We sought to determine whether adding motivational interviewing to a behavioral weight control program improves weight loss outcomes and glycemic control for overweight women with type 2 diabetes.
We conducted a randomized, controlled, clinical trial in which participants all received an 18-month, group-based behavioral obesity treatment and were randomized to individual sessions of motivational interviewing or attention control (total of five sessions) as an adjunct to the weight control program. Overweight women with type 2 diabetes treated by oral medications who could walk for exercise were eligible. Primary outcomes were weight and A1C, assessed at 0, 6, 12, and 18 months.
A total of 217 overweight women (38% African American) were randomized (93% retention rate). Women in motivational interviewing lost significantly more weight at 6 months (P = 0.01) and 18 months (P = 0.04). Increased weight losses with motivational interviewing were mediated by enhanced adherence to the behavioral weight control program. African-American women lost less weight than white women overall and appeared to have a diminished benefit from the addition of motivational interviewing. Significantly greater A1C reductions were observed in those undergoing motivational interviewing at 6 months (P = 0.02) but not at 18 months.
Motivational interviewing can be a beneficial adjunct to behavioral obesity treatment for women with type 2 diabetes, although the benefits may not be sustained among African-American women.
"Group attendance and self-monitoring are important measures of treatment engagement and are both strongly and positively associated with magnitude of weight loss in behavioral interventions [17–19]. Thus, both engagement measures were examined to determine whether there were associations between the degree of treatment engagement demonstrated by an index participant and her social contact(s). "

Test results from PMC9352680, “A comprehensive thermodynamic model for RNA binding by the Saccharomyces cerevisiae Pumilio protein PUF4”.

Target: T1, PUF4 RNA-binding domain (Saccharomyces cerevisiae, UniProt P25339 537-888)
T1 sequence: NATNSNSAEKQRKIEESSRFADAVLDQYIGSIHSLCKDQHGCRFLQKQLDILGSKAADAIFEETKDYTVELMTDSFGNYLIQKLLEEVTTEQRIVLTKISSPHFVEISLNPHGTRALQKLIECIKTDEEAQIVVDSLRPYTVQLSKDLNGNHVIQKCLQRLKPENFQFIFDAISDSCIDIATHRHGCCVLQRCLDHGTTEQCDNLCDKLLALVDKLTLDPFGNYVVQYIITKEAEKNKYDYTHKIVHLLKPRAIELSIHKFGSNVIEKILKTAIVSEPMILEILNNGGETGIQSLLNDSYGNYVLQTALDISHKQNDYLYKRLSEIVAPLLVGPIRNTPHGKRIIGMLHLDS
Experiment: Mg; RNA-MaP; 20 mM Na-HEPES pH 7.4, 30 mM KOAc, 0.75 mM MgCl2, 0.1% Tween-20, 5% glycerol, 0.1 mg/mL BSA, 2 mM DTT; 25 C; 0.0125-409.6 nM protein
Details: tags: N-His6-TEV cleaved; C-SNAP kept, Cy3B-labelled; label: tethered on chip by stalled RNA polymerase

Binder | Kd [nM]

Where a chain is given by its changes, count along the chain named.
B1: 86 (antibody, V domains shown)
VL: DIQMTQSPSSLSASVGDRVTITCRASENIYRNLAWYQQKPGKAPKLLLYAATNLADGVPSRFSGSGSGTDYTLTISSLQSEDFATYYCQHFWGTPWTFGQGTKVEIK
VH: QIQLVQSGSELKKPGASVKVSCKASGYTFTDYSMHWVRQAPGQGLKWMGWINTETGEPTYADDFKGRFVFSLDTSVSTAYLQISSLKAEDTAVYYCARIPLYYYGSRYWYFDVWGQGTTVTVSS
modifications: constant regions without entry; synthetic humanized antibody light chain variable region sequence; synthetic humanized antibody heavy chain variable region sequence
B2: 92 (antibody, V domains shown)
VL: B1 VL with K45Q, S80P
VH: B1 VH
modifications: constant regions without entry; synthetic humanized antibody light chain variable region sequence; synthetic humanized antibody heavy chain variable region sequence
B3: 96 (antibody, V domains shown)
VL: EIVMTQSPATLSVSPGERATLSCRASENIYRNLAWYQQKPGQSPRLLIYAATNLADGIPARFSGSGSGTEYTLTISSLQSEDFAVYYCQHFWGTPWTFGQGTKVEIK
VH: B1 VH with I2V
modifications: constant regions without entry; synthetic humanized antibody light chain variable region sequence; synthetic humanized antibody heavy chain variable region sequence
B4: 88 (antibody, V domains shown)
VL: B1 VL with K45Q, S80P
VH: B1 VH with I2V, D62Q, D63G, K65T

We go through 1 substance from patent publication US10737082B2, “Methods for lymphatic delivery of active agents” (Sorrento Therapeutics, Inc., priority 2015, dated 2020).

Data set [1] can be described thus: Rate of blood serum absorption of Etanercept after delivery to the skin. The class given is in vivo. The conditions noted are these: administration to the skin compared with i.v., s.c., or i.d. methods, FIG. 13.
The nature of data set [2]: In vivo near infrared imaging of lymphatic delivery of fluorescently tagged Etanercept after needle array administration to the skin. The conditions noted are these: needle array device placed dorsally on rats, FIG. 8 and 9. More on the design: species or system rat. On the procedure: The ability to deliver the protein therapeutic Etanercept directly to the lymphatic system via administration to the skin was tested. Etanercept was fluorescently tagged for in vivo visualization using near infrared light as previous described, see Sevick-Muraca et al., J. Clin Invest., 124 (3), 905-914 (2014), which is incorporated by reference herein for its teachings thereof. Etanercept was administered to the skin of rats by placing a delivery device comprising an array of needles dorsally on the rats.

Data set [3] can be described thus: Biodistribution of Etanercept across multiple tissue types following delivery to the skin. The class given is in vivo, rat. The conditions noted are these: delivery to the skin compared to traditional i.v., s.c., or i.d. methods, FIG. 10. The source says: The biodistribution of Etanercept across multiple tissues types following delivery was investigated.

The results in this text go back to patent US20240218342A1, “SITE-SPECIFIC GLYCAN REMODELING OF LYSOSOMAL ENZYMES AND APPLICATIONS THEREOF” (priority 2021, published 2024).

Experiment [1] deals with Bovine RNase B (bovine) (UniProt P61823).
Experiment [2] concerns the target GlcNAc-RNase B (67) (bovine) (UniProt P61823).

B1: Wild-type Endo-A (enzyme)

[Show abstract][Hide abstract] ABSTRACT: Research suggests that social networks, social support, and social influence are associated with weight trajectories among treatment- and non-treatment-seeking individuals. This study examined the impact of having a social contact who participated in the same group behavioral weight-control intervention in the absence of specific social support training on women engaged in a weight-loss program. Participants (n = 92; 100% female; 54% black; mean age: 46 ± 10 years; mean BMI: 38 ± 6) were grouped based upon whether or not they reported a social contact enrolled previously/concurrently in our behavioral weight-control studies. Primary outcomes were 6-month weight change and treatment adherence (session attendance and self-monitoring). Half of the participants (53%) indicated that they had a social contact; black women were more likely to report a social contact than white women (67.3% versus 39.5%; P < 0.01). Among participants with a social contact, 67% reported at least one contact as instrumental in the decision to enroll in the program. Those with a contact lost more weight (5.9 versus 3.7 kg; P = 0.04), attended more group sessions (74% versus 54%; P < 0.01), and submitted more self-monitoring journals (69% versus 54%; P = 0.01) than those without a contact. Participants' weight change was inversely associated with social contacts' weight change (P = 0.04). There was no association between participant and contact's group attendance or self-monitoring. Social networks may be a promising vehicle for recruiting and engaging women in a behavioral weight-loss program, particularly black women. The role of a natural social contact deserves further investigation.
Journal of obesity 06/2013; 2013:480630. DOI:10.1155/2013/480630